Sea monkeys, kale eaters, the delusioned all have holidays … who knew?

Happy 2015! Now it’s time to party.

Or if partying seems a bit much after last night, how about just celebrating quietly? And if celebrating is what you like to do, the coming new year will offer plenty of opportunities to do it.

Just about every day of the coming year will mark some kind of observance, and it’s Sheila Cicchi’s avocation to track the unusual, the offbeat and the just plain weird holidays that someone somewhere makes it a point to celebrate each year.

On her Web page (www.brownielocks.com), Cicchi vets and compiles a year’s worth of month-by-month celebrations and observances.

By email, Cicchi writes that her unusual pastime was prompted by noticing in a library one day that “they’d say it’s ‘XX Month’ and then feature books on the topic. So I wondered just where they got this information from.”

Cicchi also noticed that so many websites proclaim individual days for this or that, “and I had no idea where they got it,” and that so many sites devoted to so-called holidays seemed to make no particular effort to determine whether the holidays were real.

On her site, Cicchi tracks down the provenance of each day or observance, using such sources as Chase’s Calendar of Events — an accepted reference for such things — proclamations by governors or presidents, and holidays’ foundation in religious observances.

The weirdest days she’s come across include World Bike Naked Day in June (“Thinking about it just seems to hurt”), International Sword Swallowers Day in January (“Doesn’t it make you cough, thinking about that?”) and Mike, the Headless Chicken Day in May (“Go look it up. It was before my time, but I guess he existed.”)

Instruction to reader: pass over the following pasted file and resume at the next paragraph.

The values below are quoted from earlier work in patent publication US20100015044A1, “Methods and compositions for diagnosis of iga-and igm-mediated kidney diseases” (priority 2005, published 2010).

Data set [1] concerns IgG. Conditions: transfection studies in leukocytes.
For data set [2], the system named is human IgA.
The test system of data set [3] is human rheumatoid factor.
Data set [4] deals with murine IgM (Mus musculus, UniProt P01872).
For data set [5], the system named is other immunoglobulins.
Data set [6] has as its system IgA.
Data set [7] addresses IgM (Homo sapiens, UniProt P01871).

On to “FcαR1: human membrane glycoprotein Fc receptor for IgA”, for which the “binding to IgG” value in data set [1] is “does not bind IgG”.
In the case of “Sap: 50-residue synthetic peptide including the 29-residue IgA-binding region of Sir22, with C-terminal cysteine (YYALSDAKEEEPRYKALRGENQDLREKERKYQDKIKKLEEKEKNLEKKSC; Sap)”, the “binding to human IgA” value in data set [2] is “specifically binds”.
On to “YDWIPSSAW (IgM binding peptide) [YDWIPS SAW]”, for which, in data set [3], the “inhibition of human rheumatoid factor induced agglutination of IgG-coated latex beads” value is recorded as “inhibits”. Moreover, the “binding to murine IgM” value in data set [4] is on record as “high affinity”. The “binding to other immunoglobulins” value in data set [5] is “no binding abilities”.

Why are Americans such suckers for holidays?

“America is young, compared to other countries. And it’s a melting pot of many cultures,” Cicchi says. “I think that we celebrate everyone’s diversity through many of these holidays and observances.”

Also, Cicchi says, it’s a way to be noticed and special, if only for a moment.

“For example, if it’s Grandparents’ Day, for that one day the whole world knows about grandparents, and for that day, if you are one, you can feel special even if you don’t get cards or anything,” she says.

“No man is an island. But if he was, he’d probably have ‘Island Day.’ ”

Here’s a list of possible holidays and observances. Your job: Choose the real (or at least as real as Cicchi can determine) ones from the bogus ones. The real ones are taken from Cicchi’s website (although we won’t promise that the ones we make up aren’t real somewhere, too).

See your answers at the end, but don’t peek until you’re finished.

Contact reporter John Przybys at jprzybys@reviewjournal.com or 702-383-0280.